In the Garden: Parsley hawthorn tree native, functional and adaptable


by Dan Gill / Eyewitness News

Posted on April 19, 2012 at 9:53 AM

When it comes to using Louisiana native plants in our landscapes, I say that there are three "A's" that have to be addressed.

First is the appearance. The plant has to have something about it that makes us want to grow it - like beautiful flowers or attractive fruit.

Also, we need to look at adaptability. If a native plant is so well adapted to a specific situation that it becomes fussy about growing anywhere else, well it might not adapt well to our average landscapes.

Finally, it's got to be available. If the plant is wonderful and will grow up in your landscape but you can't get it, well, that's very frustrating.

So we want it to be beautiful in its appearance; we want it to be adaptable to our average landscapes; and, we need it to be available.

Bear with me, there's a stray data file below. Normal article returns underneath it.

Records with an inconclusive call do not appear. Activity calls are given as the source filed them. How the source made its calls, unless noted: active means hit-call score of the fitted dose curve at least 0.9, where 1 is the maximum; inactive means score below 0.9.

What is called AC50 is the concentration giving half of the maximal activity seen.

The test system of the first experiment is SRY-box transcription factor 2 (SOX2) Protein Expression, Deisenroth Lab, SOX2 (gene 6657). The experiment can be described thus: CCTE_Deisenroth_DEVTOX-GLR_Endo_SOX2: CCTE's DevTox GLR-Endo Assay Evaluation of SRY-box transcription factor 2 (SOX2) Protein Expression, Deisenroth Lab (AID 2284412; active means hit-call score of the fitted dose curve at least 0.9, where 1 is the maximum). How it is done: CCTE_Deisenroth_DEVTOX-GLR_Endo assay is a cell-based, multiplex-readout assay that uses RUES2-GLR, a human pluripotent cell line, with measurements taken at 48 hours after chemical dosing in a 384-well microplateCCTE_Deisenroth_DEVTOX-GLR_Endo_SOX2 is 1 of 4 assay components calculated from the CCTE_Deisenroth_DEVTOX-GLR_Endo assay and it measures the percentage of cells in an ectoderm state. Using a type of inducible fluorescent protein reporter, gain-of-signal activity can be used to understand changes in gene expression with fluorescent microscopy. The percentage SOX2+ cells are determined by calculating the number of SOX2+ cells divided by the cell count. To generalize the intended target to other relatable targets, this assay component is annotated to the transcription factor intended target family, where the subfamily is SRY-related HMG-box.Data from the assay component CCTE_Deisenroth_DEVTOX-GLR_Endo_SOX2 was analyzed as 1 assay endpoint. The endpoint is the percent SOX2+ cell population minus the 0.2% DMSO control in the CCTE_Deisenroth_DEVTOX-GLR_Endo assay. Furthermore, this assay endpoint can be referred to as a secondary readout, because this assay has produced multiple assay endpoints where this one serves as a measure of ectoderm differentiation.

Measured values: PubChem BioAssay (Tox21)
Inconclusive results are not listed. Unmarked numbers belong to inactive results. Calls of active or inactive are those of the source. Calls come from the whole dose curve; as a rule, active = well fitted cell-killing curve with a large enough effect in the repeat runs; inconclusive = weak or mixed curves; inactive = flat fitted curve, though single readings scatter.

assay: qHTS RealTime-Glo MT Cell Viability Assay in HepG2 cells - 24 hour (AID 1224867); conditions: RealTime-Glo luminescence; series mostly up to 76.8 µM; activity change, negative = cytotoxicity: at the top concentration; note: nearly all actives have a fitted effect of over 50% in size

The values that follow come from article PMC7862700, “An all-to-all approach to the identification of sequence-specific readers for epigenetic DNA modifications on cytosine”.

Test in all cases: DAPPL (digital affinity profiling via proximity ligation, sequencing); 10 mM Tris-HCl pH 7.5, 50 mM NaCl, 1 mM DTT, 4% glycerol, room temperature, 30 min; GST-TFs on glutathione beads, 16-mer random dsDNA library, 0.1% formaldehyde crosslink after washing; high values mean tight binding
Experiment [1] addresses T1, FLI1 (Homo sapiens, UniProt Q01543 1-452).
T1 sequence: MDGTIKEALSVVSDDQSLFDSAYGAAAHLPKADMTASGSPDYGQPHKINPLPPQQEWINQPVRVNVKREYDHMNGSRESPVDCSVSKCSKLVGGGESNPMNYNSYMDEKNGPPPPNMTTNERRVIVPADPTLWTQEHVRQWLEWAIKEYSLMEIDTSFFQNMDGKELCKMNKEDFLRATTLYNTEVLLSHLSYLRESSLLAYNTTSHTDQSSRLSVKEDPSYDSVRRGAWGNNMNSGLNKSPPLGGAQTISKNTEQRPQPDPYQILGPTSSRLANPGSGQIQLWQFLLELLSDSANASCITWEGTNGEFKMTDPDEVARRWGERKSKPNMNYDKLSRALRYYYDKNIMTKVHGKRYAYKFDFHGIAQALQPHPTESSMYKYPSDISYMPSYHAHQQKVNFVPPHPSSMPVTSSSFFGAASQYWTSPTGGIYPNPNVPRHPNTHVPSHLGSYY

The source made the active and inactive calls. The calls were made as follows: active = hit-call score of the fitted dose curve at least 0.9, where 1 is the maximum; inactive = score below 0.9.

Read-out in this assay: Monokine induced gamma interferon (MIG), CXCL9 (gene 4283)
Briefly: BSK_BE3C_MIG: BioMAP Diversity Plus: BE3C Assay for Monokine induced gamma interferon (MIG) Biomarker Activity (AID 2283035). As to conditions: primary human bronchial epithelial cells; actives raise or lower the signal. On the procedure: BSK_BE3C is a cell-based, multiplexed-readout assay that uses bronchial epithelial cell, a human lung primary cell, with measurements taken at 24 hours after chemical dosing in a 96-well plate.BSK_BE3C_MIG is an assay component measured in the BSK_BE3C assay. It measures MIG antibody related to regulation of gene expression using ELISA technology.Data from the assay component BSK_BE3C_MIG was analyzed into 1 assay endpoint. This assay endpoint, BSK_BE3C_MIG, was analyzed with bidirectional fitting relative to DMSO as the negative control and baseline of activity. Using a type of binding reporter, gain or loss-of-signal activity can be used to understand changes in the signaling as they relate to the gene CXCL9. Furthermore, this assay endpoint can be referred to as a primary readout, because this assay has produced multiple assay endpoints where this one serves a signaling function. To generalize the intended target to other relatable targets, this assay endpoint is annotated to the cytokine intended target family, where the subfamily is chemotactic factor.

All of those apply to a wonderful small tree, the parsley hawthorn, Crataegus marshallii.

It grows to be about 15 to 20 feet tall.

It's well-adapted to sunny situations as well as partial shade, so you can actually plant this under the shade of large trees like pine trees, for instance.

It's also very adaptable to soil conditions. It's adaptable to acid soils as well as alkaline soils.  It loves damp, wet condition. But they'll also grow in average, well-drained soils as well.

Now, this delightful tree produces white flowers. When they first open, the anthers have this great pink look to them.

The foliage looks like parsley, and that is where the tree gets its name.

And it just produces a gorgeous tree over time.

Think about adding a parsley hawthorn to your landscape.